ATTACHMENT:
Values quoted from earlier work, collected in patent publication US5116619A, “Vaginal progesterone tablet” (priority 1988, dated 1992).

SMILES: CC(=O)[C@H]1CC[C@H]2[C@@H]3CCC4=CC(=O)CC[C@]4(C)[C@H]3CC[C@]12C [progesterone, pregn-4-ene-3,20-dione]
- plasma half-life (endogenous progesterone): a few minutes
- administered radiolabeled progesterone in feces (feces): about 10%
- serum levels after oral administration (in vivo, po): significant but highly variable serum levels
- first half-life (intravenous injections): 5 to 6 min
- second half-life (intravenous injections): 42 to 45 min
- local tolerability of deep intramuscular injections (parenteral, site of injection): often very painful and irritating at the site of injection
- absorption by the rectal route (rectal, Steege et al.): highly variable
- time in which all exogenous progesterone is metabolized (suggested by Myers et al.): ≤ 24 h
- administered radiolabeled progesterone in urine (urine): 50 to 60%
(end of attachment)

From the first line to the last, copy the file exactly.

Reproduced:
Values quoted from earlier work, collected in patent publication US5116619A, “Vaginal progesterone tablet” (priority 1988, dated 1992).

SMILES: CC(=O)[C@H]1CC[C@H]2[C@@H]3CCC4=CC(=O)CC[C@]4(C)[C@H]3CC[C@]12C [progesterone, pregn-4-ene-3,20-dione]
- plasma half-life (endogenous progesterone): a few minutes
- administered radiolabeled progesterone in feces (feces): about 10%
- serum levels after oral administration (in vivo, po): significant but highly variable serum levels
- first half-life (intravenous injections): 5 to 6 min
- second half-life (intravenous injections): 42 to 45 min
- local tolerability of deep intramuscular injections (parenteral, site of injection): often very painful and irritating at the site of injection
- absorption by the rectal route (rectal, Steege et al.): highly variable
- time in which all exogenous progesterone is metabolized (suggested by Myers et al.): ≤ 24 h
- administered radiolabeled progesterone in urine (urine): 50 to 60%